Waitakere Ranges officially closed to protect kauri

Photography by: Phil Walter | Getty Images


Auckland Council closes Waitakere Ranges to prevent the spread of kauri dieback disease

In a move to prevent the spread of, and protect against, kauri dieback disease, Auckland Council has implemented the closure of the forested areas of the Waitakere Ranges Regional Park and 10 higher-risk tracks in the Hunua Ranges Regional Park, effective 1 May 2018.

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The Ministry for Primary Industries also introduced Controlled Area Notices (CAN) across the tracks currently open. New signs and barriers are being put in place on the tracks and compliance officers will be closely monitoring the closures and controlled areas in both parks.

Councillor Penny Hulse, Environment and Community Committee chair said that the closure would slow the spread of kauri dieback but would require the support of Aucklanders.

"Each one of us must do our bit by staying away from all closed areas. We know these places are special to many people; this is why we are taking this action now, so that future generations can continue to enjoy kauri," she says.

The closure of the areas is included within the rahui placed by Te Kawerau a Maki, which remains in place over the wider Waitakere Ranges Heritage Area.

While Aucklanders can visit all the areas of the Hunua Ranges Regional Park except for the tracks closed, they are urged to take extra caution on tracks with CAN. Visitors have to ensure they use hygiene stations whenever they pass them to clean and disinfect their footwear and equipment. No visible soil, including on footwear, equipment, and animals, can be carried in or out of the region. Anyone not meeting the CAN requirements could be issued a trespass notice, which, if ignored, will lead to a fine.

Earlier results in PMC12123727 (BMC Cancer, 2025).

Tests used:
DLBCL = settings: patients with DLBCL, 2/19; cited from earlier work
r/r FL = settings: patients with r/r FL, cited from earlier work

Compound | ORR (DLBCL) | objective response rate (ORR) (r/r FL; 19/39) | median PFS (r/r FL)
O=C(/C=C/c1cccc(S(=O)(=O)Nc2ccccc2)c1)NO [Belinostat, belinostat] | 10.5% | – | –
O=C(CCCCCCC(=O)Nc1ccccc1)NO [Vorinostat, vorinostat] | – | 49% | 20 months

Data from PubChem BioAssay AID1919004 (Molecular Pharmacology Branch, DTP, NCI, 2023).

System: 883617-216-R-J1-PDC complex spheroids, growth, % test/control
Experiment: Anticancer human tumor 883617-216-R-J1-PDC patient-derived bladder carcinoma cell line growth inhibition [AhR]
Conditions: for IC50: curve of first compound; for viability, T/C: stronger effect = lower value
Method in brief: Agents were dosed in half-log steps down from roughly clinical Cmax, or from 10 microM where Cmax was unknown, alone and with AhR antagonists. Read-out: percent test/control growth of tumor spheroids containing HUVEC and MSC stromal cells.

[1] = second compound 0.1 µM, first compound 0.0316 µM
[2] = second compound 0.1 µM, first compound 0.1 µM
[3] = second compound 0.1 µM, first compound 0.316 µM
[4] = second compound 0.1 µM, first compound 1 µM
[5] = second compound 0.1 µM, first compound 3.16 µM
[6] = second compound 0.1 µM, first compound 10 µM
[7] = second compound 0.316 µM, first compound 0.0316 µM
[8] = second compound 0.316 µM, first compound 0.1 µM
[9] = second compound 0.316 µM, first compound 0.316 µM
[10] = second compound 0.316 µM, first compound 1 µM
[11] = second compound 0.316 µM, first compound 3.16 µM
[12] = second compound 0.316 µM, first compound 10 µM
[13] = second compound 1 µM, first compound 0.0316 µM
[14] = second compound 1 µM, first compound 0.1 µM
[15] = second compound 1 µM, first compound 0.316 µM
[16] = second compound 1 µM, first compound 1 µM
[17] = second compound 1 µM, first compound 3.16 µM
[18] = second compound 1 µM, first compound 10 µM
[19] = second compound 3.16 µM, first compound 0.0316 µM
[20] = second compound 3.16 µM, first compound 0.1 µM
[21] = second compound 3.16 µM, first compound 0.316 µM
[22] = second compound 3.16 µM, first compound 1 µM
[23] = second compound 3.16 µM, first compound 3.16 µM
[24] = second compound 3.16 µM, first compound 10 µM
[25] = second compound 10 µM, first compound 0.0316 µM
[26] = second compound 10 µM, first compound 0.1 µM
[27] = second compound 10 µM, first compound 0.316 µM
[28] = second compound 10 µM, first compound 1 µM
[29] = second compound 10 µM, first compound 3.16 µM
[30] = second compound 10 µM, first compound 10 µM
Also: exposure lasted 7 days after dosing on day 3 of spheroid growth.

Kauri trees—a native New Zealand species—are among the most ancient in the world and can live for more than 2000 years, growing to more than 50 metres in height and have trunk girths up to 16 metres. The trees have spiritual significance and Maori regard it as a rangatira (chiefly) species, as many other species depend on it.

How to protect kauri

If you’re visiting kauri areas, you can prevent the spread of kauri dieback diseases by:

  • cleaning your footwear, equipment, accompanying animals before and after visiting the forests,
  • using cleaning stations,
  • staying on tracks and avoiding closed tracks, and
  • not removing soil from or bring soil into kauri forests

To find the complete list of current track closures and further information, visit aurauckland.govt.nz.

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